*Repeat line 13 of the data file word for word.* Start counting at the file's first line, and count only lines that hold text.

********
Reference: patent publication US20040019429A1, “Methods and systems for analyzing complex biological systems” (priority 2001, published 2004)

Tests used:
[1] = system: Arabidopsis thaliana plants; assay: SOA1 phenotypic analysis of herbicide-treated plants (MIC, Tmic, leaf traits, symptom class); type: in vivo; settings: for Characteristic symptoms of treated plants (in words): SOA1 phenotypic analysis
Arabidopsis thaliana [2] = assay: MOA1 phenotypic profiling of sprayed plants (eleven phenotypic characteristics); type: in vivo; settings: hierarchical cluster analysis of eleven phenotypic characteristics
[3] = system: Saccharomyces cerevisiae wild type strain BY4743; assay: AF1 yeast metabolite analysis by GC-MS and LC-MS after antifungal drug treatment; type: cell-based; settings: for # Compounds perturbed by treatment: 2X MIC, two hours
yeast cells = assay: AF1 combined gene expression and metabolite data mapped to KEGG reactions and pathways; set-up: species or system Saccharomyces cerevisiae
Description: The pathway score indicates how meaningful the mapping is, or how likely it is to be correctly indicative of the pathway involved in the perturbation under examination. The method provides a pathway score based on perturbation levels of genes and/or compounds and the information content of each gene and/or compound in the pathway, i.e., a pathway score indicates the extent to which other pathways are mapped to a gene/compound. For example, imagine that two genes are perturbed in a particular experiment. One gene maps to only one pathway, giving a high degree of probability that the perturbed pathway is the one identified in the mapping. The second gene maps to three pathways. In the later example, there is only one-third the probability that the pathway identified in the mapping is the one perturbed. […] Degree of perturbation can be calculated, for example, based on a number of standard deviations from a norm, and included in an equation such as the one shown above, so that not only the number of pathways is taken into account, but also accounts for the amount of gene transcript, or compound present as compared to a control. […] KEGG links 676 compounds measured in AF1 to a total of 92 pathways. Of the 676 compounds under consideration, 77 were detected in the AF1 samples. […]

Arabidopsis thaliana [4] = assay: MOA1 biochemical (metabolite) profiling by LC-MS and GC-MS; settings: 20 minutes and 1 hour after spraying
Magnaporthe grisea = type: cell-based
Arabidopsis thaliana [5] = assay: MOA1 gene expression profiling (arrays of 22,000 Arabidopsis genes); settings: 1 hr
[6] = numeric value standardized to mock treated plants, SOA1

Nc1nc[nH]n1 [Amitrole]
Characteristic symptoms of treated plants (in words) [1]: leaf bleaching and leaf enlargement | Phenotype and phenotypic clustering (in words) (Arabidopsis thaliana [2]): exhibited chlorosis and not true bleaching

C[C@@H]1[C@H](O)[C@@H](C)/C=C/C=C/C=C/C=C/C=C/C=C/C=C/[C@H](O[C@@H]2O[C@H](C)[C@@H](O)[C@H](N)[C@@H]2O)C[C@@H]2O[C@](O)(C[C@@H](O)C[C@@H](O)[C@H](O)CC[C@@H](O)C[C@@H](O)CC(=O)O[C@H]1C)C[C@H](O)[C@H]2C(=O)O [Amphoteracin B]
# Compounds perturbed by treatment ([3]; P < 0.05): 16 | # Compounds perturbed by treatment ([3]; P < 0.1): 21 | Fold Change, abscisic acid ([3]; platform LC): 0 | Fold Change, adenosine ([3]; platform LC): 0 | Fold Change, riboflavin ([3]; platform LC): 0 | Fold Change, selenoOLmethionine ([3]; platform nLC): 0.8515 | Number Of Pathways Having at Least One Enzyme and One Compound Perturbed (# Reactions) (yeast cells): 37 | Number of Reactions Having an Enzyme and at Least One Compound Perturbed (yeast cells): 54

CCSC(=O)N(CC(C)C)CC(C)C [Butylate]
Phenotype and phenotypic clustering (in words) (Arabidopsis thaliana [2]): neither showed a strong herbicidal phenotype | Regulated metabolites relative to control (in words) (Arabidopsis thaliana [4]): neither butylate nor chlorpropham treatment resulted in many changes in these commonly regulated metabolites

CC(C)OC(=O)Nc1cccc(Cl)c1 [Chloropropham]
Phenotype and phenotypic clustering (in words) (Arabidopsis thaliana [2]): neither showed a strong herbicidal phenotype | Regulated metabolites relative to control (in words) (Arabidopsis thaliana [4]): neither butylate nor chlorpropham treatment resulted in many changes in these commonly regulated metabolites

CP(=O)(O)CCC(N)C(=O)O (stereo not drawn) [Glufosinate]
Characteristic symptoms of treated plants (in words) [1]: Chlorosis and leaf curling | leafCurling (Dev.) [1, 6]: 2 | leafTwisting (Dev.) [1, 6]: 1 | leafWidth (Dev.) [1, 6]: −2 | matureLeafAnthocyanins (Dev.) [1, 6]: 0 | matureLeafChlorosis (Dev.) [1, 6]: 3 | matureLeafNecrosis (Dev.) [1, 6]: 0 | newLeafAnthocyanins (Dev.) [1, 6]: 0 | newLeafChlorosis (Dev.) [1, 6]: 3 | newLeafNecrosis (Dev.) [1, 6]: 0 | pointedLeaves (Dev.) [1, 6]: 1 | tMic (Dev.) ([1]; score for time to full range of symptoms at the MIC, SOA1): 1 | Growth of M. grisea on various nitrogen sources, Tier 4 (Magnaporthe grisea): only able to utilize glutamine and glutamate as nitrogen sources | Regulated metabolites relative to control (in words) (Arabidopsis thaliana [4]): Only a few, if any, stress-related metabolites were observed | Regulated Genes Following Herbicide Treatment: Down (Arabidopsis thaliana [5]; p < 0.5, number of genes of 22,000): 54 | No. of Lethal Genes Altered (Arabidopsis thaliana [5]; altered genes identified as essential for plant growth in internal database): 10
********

Characteristic symptoms of treated plants (in words) [1]: leaf bleaching and leaf enlargement | Phenotype and phenotypic clustering (in words) (Arabidopsis thaliana [2]): exhibited chlorosis and not true bleaching